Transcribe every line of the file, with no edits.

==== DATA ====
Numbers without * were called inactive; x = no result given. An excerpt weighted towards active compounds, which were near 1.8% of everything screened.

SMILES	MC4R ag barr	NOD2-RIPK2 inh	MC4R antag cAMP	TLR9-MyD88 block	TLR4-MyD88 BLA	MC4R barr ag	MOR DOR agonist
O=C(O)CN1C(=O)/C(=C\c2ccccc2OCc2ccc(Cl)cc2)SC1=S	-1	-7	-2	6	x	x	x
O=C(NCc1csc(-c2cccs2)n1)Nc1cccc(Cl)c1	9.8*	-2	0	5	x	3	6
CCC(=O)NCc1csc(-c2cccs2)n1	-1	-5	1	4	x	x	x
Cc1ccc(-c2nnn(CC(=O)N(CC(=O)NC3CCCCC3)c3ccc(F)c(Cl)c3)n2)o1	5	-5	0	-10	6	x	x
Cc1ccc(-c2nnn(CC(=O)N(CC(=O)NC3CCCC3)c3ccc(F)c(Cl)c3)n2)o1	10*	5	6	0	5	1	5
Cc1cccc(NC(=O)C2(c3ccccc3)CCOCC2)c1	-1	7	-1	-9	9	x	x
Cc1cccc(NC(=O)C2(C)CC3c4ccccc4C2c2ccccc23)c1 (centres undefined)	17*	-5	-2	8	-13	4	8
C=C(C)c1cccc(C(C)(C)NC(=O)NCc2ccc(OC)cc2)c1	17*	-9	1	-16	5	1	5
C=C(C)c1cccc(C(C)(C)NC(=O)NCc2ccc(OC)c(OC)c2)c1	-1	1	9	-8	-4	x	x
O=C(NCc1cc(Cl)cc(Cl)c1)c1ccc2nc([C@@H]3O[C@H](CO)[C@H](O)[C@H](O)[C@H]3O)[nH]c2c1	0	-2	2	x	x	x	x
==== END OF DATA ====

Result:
Numbers without * were called inactive; x = no result given. An excerpt weighted towards active compounds, which were near 1.8% of everything screened.

SMILES	MC4R ag barr	NOD2-RIPK2 inh	MC4R antag cAMP	TLR9-MyD88 block	TLR4-MyD88 BLA	MC4R barr ag	MOR DOR agonist
O=C(O)CN1C(=O)/C(=C\c2ccccc2OCc2ccc(Cl)cc2)SC1=S	-1	-7	-2	6	x	x	x
O=C(NCc1csc(-c2cccs2)n1)Nc1cccc(Cl)c1	9.8*	-2	0	5	x	3	6
CCC(=O)NCc1csc(-c2cccs2)n1	-1	-5	1	4	x	x	x
Cc1ccc(-c2nnn(CC(=O)N(CC(=O)NC3CCCCC3)c3ccc(F)c(Cl)c3)n2)o1	5	-5	0	-10	6	x	x
Cc1ccc(-c2nnn(CC(=O)N(CC(=O)NC3CCCC3)c3ccc(F)c(Cl)c3)n2)o1	10*	5	6	0	5	1	5
Cc1cccc(NC(=O)C2(c3ccccc3)CCOCC2)c1	-1	7	-1	-9	9	x	x
Cc1cccc(NC(=O)C2(C)CC3c4ccccc4C2c2ccccc23)c1 (centres undefined)	17*	-5	-2	8	-13	4	8
C=C(C)c1cccc(C(C)(C)NC(=O)NCc2ccc(OC)cc2)c1	17*	-9	1	-16	5	1	5
C=C(C)c1cccc(C(C)(C)NC(=O)NCc2ccc(OC)c(OC)c2)c1	-1	1	9	-8	-4	x	x
O=C(NCc1cc(Cl)cc(Cl)c1)c1ccc2nc([C@@H]3O[C@H](CO)[C@H](O)[C@H](O)[C@H]3O)[nH]c2c1	0	-2	2	x	x	x	x